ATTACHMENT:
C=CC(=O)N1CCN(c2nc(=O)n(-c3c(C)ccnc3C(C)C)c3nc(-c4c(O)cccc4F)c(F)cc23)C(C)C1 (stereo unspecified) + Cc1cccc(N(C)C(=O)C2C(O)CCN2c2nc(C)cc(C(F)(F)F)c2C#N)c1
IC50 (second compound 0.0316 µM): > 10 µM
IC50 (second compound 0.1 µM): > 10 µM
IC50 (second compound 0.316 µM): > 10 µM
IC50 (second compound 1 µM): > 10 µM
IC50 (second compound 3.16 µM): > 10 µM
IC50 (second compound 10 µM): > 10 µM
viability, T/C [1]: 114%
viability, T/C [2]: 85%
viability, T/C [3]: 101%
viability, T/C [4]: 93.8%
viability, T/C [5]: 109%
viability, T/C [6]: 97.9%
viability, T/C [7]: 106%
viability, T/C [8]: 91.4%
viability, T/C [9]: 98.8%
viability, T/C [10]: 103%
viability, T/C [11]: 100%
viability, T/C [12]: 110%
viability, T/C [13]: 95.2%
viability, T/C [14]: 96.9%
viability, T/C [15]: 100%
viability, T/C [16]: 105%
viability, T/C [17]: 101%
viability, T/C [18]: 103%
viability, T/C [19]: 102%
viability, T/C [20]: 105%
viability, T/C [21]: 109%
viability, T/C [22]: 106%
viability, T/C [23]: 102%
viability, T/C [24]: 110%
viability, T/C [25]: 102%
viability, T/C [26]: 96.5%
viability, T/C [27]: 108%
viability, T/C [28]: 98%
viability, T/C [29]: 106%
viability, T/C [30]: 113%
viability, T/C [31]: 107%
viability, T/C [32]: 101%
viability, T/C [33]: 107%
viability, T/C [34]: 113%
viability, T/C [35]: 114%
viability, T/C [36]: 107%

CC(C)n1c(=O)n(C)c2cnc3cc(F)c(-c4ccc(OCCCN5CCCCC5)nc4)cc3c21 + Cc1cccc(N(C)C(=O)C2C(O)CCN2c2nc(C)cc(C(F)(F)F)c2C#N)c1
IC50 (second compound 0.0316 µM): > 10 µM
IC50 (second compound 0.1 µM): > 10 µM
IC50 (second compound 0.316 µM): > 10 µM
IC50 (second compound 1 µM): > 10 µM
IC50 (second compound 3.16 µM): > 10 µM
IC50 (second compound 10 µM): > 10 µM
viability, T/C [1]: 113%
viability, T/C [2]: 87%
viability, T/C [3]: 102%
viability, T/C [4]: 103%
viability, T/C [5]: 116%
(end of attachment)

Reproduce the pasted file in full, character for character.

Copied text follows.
C=CC(=O)N1CCN(c2nc(=O)n(-c3c(C)ccnc3C(C)C)c3nc(-c4c(O)cccc4F)c(F)cc23)C(C)C1 (stereo unspecified) + Cc1cccc(N(C)C(=O)C2C(O)CCN2c2nc(C)cc(C(F)(F)F)c2C#N)c1
IC50 (second compound 0.0316 µM): > 10 µM
IC50 (second compound 0.1 µM): > 10 µM
IC50 (second compound 0.316 µM): > 10 µM
IC50 (second compound 1 µM): > 10 µM
IC50 (second compound 3.16 µM): > 10 µM
IC50 (second compound 10 µM): > 10 µM
viability, T/C [1]: 114%
viability, T/C [2]: 85%
viability, T/C [3]: 101%
viability, T/C [4]: 93.8%
viability, T/C [5]: 109%
viability, T/C [6]: 97.9%
viability, T/C [7]: 106%
viability, T/C [8]: 91.4%
viability, T/C [9]: 98.8%
viability, T/C [10]: 103%
viability, T/C [11]: 100%
viability, T/C [12]: 110%
viability, T/C [13]: 95.2%
viability, T/C [14]: 96.9%
viability, T/C [15]: 100%
viability, T/C [16]: 105%
viability, T/C [17]: 101%
viability, T/C [18]: 103%
viability, T/C [19]: 102%
viability, T/C [20]: 105%
viability, T/C [21]: 109%
viability, T/C [22]: 106%
viability, T/C [23]: 102%
viability, T/C [24]: 110%
viability, T/C [25]: 102%
viability, T/C [26]: 96.5%
viability, T/C [27]: 108%
viability, T/C [28]: 98%
viability, T/C [29]: 106%
viability, T/C [30]: 113%
viability, T/C [31]: 107%
viability, T/C [32]: 101%
viability, T/C [33]: 107%
viability, T/C [34]: 113%
viability, T/C [35]: 114%
viability, T/C [36]: 107%

CC(C)n1c(=O)n(C)c2cnc3cc(F)c(-c4ccc(OCCCN5CCCCC5)nc4)cc3c21 + Cc1cccc(N(C)C(=O)C2C(O)CCN2c2nc(C)cc(C(F)(F)F)c2C#N)c1
IC50 (second compound 0.0316 µM): > 10 µM
IC50 (second compound 0.1 µM): > 10 µM
IC50 (second compound 0.316 µM): > 10 µM
IC50 (second compound 1 µM): > 10 µM
IC50 (second compound 3.16 µM): > 10 µM
IC50 (second compound 10 µM): > 10 µM
viability, T/C [1]: 113%
viability, T/C [2]: 87%
viability, T/C [3]: 102%
viability, T/C [4]: 103%
viability, T/C [5]: 116%